Amazon cloud CEO Andy Jassy says the company feels strongly that the $10 billion JEDI cloud contract 'was not adjudicated fairly' because of political interference (AMZN)

Business Insider Politics 3 days ago

Following Amazon's legal challenge of the government's handling of a $10 billion cloud contract, Amazon Web Services CEO Andy Jassy tried to make his case in the court of public opinion on Wednesday.

In a meeting with reporters, Jassy argued that the Pentagon's decision to award that contract to Microsoft was not fairly made and was tainted by "significant political interference."

"What I would say is that I think it's fairly obvious that we feel pretty strongly that it was not adjudicated fairly," Jassy told reporters at a press event at AWS re:Invent, Amazon's cloud mega-conference in Las Vegas. "If you do a truly objective detailed apples-to-apples comparison of the platforms, you don't end up in a spot where that decision was made."

In October, Amazon was on the losing end of a major upset when it lost a crucial $10 billion Pentagon contract to Microsoft. Amazon Web Services was considered the frontrunner of the bid for the Joint Enterprise Defense Infrastructure (JEDI) contract.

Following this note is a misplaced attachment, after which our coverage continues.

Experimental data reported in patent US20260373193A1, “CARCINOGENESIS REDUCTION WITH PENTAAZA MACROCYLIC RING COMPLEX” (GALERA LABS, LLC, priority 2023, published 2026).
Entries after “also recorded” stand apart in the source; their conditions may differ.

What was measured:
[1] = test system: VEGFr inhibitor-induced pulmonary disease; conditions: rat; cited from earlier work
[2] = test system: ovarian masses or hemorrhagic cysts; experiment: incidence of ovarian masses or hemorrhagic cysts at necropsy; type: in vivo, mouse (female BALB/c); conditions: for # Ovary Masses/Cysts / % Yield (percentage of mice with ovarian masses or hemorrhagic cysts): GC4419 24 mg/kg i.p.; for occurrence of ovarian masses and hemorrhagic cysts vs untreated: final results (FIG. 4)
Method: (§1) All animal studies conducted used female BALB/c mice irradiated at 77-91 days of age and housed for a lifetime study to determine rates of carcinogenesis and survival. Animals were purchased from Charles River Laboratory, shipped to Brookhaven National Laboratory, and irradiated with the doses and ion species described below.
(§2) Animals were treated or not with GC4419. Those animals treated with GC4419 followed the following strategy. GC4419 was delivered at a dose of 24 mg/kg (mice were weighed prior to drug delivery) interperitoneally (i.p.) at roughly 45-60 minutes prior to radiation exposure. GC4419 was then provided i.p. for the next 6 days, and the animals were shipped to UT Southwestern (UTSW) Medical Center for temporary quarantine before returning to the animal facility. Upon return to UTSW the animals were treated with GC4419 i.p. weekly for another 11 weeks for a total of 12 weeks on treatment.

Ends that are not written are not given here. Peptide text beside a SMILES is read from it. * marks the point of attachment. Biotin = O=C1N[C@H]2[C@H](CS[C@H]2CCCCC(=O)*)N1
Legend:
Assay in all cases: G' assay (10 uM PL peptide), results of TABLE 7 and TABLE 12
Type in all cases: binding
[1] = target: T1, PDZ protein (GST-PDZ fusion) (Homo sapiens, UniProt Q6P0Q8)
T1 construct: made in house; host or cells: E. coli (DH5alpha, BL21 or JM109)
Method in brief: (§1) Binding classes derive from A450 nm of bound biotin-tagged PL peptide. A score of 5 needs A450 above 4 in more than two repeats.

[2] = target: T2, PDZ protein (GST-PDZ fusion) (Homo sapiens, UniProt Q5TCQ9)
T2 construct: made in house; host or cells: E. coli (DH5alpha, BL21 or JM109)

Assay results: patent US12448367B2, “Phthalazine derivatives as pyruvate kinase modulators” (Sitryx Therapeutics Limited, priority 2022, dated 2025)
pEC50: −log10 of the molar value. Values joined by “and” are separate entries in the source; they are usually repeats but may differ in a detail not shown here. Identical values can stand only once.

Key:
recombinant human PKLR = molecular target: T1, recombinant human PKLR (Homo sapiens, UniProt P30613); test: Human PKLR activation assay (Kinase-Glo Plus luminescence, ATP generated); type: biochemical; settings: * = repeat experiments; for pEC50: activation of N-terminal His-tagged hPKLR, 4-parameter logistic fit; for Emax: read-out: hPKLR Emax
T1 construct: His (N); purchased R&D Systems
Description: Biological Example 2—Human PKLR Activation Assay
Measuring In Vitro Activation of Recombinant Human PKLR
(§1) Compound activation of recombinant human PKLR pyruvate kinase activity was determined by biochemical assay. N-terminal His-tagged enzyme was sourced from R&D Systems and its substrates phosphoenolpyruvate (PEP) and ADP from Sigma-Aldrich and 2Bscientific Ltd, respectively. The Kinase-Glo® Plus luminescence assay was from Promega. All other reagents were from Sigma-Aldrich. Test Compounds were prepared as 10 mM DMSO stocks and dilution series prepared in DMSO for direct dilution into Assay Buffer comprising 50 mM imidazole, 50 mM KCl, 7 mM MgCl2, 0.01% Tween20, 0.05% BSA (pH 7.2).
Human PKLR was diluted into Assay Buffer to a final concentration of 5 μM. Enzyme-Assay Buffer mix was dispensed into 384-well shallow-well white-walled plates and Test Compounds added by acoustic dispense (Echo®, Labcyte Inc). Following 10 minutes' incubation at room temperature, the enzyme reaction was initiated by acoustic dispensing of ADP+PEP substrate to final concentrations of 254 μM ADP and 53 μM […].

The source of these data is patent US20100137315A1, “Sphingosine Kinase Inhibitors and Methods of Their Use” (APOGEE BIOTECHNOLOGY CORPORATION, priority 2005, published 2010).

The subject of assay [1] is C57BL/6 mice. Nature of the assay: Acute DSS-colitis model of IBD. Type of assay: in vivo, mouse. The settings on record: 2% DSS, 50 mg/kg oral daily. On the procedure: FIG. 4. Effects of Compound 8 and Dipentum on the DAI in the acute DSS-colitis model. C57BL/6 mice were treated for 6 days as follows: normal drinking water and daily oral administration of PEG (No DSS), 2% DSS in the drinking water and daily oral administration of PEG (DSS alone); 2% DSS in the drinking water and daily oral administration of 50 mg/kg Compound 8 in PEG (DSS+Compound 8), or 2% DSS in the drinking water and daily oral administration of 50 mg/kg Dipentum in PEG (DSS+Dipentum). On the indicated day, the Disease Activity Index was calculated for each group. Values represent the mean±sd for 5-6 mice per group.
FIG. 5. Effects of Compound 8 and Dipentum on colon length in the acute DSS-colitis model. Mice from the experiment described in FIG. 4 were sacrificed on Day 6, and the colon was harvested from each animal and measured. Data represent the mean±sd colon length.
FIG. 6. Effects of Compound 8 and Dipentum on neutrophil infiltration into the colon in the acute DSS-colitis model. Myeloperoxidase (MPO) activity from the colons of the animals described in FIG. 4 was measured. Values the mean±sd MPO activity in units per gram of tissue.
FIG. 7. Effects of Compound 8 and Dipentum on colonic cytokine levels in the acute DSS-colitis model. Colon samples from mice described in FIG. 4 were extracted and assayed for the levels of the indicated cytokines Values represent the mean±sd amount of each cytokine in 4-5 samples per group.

After the Department of Defense announced that Microsoft had won, AWS filed an official challenge in November over claims of "unmistakable bias." During the bid for JEDI, President Donald Trump, who has an open feud with Amazon CEO Jeff Bezos and the Washington Post, which Bezos owns, reportedly said that he would look into the bidding process for the contract.

"We have a sitting president who is willing to share openly his disdain for a company and the leader of that company," Jassy said. "It makes it really difficult for government agencies including the DoD to make an objective decision without a fear of reprisal."

The line is almost identical to what Jassy said in an all-hands meeting with Amazon employees last month, according to a recording obtained by Business Insider. 

In his comments on Wednesday, Jassy added an appeal to patriotism and national security.

"We're talking about the national security of our country and modernizing their technology platforms and the foundation on which all those applications are going to be used to protect our country," Jassy said. "You have to make sure these decisions are made truly objectively."

Previously, Jassy reportedly told employees that AWS is two years ahead of Microsoft, and he made these claims again on Wednesday.

"Most of our customers tell us that we're a couple years ahead mostly in regards to functionality and maturity," Jassy said.


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